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Code and data used in the study: Estimating transition dates from status-based phenological observations: a test of methods

Taylor, Shawn

This is the code and data repository for the following study:

Taylor SD. 2019. Estimating transition dates from status-based phenology observations: a test of methods. PeerJ Preprints 7:e27629v1 https://doi.org/10.7287/peerj.preprints.27629v1

See the readme.md file for a full description of the analysis scripts. 

Study abstract:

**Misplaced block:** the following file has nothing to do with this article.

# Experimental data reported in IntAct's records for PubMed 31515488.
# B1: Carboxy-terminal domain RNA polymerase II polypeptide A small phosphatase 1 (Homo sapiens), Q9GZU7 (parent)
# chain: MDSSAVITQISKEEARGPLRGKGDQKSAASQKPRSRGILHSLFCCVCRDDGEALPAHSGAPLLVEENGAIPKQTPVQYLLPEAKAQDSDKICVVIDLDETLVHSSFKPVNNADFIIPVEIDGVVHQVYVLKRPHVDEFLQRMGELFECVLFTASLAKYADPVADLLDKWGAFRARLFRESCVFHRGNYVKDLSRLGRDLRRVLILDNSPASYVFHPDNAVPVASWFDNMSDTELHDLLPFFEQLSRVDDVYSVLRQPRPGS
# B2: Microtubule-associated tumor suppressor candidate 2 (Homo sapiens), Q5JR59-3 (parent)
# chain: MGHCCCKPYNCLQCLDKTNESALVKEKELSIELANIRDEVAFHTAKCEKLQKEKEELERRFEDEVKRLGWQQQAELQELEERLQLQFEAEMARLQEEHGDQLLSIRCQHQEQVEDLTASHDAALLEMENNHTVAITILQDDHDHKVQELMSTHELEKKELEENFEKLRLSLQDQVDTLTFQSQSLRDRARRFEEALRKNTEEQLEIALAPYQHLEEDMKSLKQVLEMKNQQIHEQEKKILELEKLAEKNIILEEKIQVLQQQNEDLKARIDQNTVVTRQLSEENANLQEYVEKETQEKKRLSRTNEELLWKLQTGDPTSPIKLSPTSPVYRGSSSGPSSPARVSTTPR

The scale of phenological research has expanded due to the digitization of herbarium specimens and volunteer based contributions. These data are status-based, representing the presence or absence of a specific phenophase. Modelling the progress of plant dormancy to growth and reproduction and back to dormancy requires estimating the transition dates from these status-based observations. There are several methods available for this ranging from statistical moments using the day of year to newly introduced methods using concepts from other fields. Comparing the proficiency of different estimators is difficult since true transition dates are rarely known. Here I use a recently released dataset of in-situ flowering observations of the perennial forb Echinacea angustifolia. In this dataset, due to high sampling frequency and unique physiology, the transition dates of onset, peak, and end of flowering are known to within 3 days. I used a Monte Carlo analysis to test eight different estimators across two scales using a range of sample sizes and proportion of flowering presence observations. I evaluated the estimators accuracy in predicting the onset, peak, and end of flowering at the population level, and predicting onset and end of flowering for individual plants. Overall a method using a Weibull distribution performed the best for population level onset and end estimates, but other estimators may be more appropriate when there is a large amount of absence observations relative to presence observations. For individual estimates a method using the midway point between the first flower presence and most prior flower absence, within 7 days, is the best option as long as the restriction does not limit the final sample size. Otherwise the Weibull method is adequate for individual estimates as well. These methods allow practitioners to effectively utilize the large amount of status-based phenological observations currently available. 

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